SYDNEY (Reuters) – Australia and New Zealand Banking Group’s annual profit jumped 65% as it released funds kept aside to cover potential bad loans, but it acknowledged it had not done enough to capitalise on a pandemic-induced boom in home lending.
The bank’s home loan volumes in Australia fell 1% in the second half to A$278 billion, despite a 20% surge in nationwide home prices driven by an unprecedented amount of fiscal spending.
“We started the year really well in home loans and then, of course, we saw just unbelievable levels of volume across the economy in terms of turnover, people buying and selling houses. Now we didn’t prepare well and that’s on me,” Chief Executive Shayne Elliott said in a published internal interview.
Since 2019, Australian home loan market share for the country’s No. 4 lender has fallen 70 basis points to 13.9% in August, to the benefit of its larger rivals.
By comparison, Commonwealth Bank, the country’s largest lender, grew its home lending market share over its financial year to end-June by 30 basis points to 25.3%.
Elliott said having ANZ’s home loan book grow in line with its larger peers by the end of the current business year would be a top priority.
ANZ has hired staff to address problems with loan processing times and has a team of hundreds of engineers building a “cornerstone” online banking and lending service called ANZ Plus aimed at accelerating growth.
Currently, about 56% of its home loans are sold through brokers who are not getting sufficiently quick assessment responses from ANZ, the bank said, adding that ANZ Plus, which will be launched next year, will help resolve its problem boosting volumes.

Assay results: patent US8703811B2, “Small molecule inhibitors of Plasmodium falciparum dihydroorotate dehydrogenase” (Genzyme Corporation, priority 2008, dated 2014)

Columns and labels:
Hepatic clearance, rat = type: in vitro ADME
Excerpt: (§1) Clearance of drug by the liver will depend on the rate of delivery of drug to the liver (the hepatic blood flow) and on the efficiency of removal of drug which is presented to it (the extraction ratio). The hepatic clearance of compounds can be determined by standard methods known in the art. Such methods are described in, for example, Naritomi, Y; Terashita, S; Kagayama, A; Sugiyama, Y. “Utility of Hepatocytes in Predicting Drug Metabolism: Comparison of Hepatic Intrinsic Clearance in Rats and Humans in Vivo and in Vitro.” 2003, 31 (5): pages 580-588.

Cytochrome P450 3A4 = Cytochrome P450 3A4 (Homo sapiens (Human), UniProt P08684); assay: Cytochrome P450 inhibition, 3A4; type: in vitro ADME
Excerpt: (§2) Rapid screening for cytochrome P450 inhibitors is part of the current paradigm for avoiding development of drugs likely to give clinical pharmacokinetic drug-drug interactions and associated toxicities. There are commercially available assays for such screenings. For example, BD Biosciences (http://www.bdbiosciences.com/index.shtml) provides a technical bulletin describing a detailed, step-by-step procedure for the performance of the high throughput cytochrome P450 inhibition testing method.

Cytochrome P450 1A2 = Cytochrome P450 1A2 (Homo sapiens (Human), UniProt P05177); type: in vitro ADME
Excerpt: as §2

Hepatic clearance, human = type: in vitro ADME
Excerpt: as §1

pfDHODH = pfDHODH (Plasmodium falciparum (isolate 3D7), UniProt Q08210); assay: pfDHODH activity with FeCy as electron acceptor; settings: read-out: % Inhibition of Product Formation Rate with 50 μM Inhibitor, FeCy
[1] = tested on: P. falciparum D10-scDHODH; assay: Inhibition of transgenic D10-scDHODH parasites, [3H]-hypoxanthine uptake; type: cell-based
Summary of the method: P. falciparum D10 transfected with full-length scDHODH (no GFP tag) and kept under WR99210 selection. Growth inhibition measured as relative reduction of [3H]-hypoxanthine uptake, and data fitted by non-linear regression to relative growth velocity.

Like many other banks globally, ANZ has benefited from releasing cash set aside for potential bad loans resulting from the pandemic. Cash profit from continuing operations came in at A$6.2 billion ($4.7 billion) for the year ended Sept. 30, 4% ahead of expectations.
The bank declared a second-half dividend of A$0.70 per share dividend, 2 cents higher than the previous half.
ANZ shares were 0.5% higher in afternoon trade compared to a slightly lower broader market.
In New Zealand, a market the lender dominates, home loans grew 11% during the year and net interest margin, a key measure of profitability, grew 2 basis points to 2.34%.
Group net interest margin was one basis point higher at 1.64%, mainly due to ultra-cheap funding costs.
Elliott said ANZ remained committed to having a cost base of A$8 billion in two years time but flagged expenses in the current business year would top the A$8.7 billion it just reported as it is investing in its new service.
($1 = 1.3303 Australian dollars)
(Reporting by Paulina Duran in Sydney and Riya Sharma and Nikhil Kurian Nainan in Bengaluru; Editing by Edwina Gibbs)